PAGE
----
It can be incredibly difficult to understand a traumatic brain injury if you’ve never experienced one first-hand. Not only can brain injuries can affect a person’s thinking and memory, sensations and communication, but they can also play a role in emotional instability.
Whether your injury was minor or severe, it could mean emotional fluctuations in some way or another. Emotional changes after a brain injury are not uncommon, and it’s important to have patience with those who fall victim in these situations. If you or a loved one does undergo a brain injury, prepare yourself for what may come. Though not everyone will experience these emotional fluctuations, it’s still important to be ready for anything.
Depression after a traumatic brain injury can often be a result of feeling helpless inside your own body. Often time when victims of brain injury are no longer able to engage in the activities they once enjoyed, they can feel worthless or have a complete loss of interest. In many situations, cognitive-behavior therapy will end 2 or 3 years after the trauma occurs, making this a likely window of time for depression to begin setting in. Those who have undergone a traumatic brain injury are 7.5 more likely to develop major depression than the general population.
Post Traumatic Stress Disorder
PTSD can occur after a person experiences a traumatic event of any kind, resulting in feelings of fear, horror and helplessness. To aid in taking control of this disorder, it can be important to face the root of that trauma head-on, letting go of the feeling of being overwhelmed.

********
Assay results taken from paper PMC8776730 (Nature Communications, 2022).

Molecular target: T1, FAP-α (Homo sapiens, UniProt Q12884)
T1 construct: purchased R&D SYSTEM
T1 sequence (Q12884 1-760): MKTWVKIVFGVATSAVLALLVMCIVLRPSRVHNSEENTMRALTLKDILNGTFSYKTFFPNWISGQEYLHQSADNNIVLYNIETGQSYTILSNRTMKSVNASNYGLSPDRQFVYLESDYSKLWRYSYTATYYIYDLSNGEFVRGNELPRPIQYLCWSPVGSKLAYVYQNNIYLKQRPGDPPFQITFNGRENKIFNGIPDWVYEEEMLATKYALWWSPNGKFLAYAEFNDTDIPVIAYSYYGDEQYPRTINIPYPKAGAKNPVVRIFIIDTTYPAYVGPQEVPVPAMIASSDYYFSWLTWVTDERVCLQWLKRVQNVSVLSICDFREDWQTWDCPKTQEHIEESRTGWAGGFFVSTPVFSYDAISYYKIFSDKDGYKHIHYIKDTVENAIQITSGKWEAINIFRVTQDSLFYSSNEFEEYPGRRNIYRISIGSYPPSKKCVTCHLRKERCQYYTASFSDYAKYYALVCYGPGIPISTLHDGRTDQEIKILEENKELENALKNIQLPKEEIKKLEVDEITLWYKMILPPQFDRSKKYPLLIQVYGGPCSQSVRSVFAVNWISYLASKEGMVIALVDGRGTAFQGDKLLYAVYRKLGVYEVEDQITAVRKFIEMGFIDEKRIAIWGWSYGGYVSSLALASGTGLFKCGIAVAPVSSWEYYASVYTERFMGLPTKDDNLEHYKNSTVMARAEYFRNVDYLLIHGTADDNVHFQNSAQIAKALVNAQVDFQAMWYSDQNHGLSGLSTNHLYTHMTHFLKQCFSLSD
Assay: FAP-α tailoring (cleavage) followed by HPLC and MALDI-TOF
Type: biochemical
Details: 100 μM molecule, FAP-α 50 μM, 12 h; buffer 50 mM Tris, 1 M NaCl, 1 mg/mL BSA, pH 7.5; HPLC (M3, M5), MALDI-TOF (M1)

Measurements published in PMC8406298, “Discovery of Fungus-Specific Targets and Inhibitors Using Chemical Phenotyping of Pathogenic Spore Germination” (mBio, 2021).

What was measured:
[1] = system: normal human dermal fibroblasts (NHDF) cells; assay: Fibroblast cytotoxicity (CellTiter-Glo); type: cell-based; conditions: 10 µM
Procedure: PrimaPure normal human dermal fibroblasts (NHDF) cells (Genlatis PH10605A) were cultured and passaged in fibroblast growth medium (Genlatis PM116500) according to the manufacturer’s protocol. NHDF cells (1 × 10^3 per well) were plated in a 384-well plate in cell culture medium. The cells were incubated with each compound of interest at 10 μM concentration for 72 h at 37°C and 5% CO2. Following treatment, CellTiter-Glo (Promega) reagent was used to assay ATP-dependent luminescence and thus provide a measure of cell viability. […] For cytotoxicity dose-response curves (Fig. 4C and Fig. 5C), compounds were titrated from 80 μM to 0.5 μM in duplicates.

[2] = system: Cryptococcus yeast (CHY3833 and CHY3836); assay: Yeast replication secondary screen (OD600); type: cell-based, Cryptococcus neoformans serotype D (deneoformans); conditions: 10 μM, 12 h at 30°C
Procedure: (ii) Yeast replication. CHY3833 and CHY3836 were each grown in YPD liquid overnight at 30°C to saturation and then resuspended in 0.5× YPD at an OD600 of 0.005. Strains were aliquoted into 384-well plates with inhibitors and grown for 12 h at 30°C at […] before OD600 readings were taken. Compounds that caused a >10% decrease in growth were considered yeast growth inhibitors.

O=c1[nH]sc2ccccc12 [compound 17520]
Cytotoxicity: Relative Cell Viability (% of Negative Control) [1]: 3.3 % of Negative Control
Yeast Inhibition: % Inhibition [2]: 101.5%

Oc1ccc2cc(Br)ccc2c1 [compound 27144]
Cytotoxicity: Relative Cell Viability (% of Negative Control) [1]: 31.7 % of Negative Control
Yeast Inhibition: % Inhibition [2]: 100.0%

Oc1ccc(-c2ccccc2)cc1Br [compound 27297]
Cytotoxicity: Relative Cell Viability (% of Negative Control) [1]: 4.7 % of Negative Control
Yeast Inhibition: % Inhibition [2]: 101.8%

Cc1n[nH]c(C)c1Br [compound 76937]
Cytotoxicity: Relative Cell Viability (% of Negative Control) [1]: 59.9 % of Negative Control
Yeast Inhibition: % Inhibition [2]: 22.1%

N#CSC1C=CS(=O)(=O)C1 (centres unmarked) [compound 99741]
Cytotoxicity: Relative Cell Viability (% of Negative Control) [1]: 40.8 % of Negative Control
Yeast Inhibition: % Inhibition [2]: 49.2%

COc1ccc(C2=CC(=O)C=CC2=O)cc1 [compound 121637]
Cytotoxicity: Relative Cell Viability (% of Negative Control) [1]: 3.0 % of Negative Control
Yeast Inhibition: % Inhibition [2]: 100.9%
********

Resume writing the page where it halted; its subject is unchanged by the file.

Confusing emotions can sometimes lead to a change in personality altogether. Damage to the frontal lobe of the brain can mean the victim is less likely to maintain self-control, reason properly or make good decisions. Mood swings can create quite the emotional rollercoaster for the brain injury victim as well as those around them.
Anxiety and Aggression
Feelings of anxiety or panic are not uncommon among brain injury survivors. There are many things about a traumatic brain injury that can lead to frustration – loss of memory and feelings of helplessness and worthlessness are among a few.
Though these emotional changes are not uncommon, it does not necessarily mean that everyone who is exposed to a brain injury will experience them. It’s also important to note that these fluctuations can certainly be temporary. With proper care and therapy those affected by brain injuries absolutely have the possibility to lead life as they did prior to the trauma.